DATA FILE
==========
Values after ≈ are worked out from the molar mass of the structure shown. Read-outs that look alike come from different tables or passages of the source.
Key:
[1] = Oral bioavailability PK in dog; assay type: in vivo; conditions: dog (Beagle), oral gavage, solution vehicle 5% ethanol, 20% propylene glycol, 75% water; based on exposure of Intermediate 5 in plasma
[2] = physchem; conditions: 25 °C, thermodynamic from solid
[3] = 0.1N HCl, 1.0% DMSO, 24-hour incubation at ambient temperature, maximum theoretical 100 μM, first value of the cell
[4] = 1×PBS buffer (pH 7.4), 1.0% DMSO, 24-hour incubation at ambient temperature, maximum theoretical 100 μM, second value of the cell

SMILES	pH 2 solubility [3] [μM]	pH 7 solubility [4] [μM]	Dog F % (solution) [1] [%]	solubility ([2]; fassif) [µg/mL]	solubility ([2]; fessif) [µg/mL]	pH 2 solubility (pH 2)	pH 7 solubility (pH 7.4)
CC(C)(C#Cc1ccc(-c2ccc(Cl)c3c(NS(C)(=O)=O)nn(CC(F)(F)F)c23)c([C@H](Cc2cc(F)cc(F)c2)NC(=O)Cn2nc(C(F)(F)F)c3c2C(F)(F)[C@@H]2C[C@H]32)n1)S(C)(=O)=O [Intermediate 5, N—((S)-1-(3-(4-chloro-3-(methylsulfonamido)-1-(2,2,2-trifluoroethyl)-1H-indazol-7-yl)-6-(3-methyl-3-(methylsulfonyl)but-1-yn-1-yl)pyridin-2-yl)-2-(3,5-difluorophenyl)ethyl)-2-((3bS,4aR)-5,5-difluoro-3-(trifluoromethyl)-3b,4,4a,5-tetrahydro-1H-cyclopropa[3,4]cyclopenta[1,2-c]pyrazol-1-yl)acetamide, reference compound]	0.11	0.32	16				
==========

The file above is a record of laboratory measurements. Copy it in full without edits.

Values after ≈ are worked out from the molar mass of the structure shown. Read-outs that look alike come from different tables or passages of the source.
Key:
[1] = Oral bioavailability PK in dog; assay type: in vivo; conditions: dog (Beagle), oral gavage, solution vehicle 5% ethanol, 20% propylene glycol, 75% water; based on exposure of Intermediate 5 in plasma
[2] = physchem; conditions: 25 °C, thermodynamic from solid
[3] = 0.1N HCl, 1.0% DMSO, 24-hour incubation at ambient temperature, maximum theoretical 100 μM, first value of the cell
[4] = 1×PBS buffer (pH 7.4), 1.0% DMSO, 24-hour incubation at ambient temperature, maximum theoretical 100 μM, second value of the cell

SMILES	pH 2 solubility [3] [μM]	pH 7 solubility [4] [μM]	Dog F % (solution) [1] [%]	solubility ([2]; fassif) [µg/mL]	solubility ([2]; fessif) [µg/mL]	pH 2 solubility (pH 2)	pH 7 solubility (pH 7.4)
CC(C)(C#Cc1ccc(-c2ccc(Cl)c3c(NS(C)(=O)=O)nn(CC(F)(F)F)c23)c([C@H](Cc2cc(F)cc(F)c2)NC(=O)Cn2nc(C(F)(F)F)c3c2C(F)(F)[C@@H]2C[C@H]32)n1)S(C)(=O)=O [Intermediate 5, N—((S)-1-(3-(4-chloro-3-(methylsulfonamido)-1-(2,2,2-trifluoroethyl)-1H-indazol-7-yl)-6-(3-methyl-3-(methylsulfonyl)but-1-yn-1-yl)pyridin-2-yl)-2-(3,5-difluorophenyl)ethyl)-2-((3bS,4aR)-5,5-difluoro-3-(trifluoromethyl)-3b,4,4a,5-tetrahydro-1H-cyclopropa[3,4]cyclopenta[1,2-c]pyrazol-1-yl)acetamide, reference compound]	0.11	0.32	16				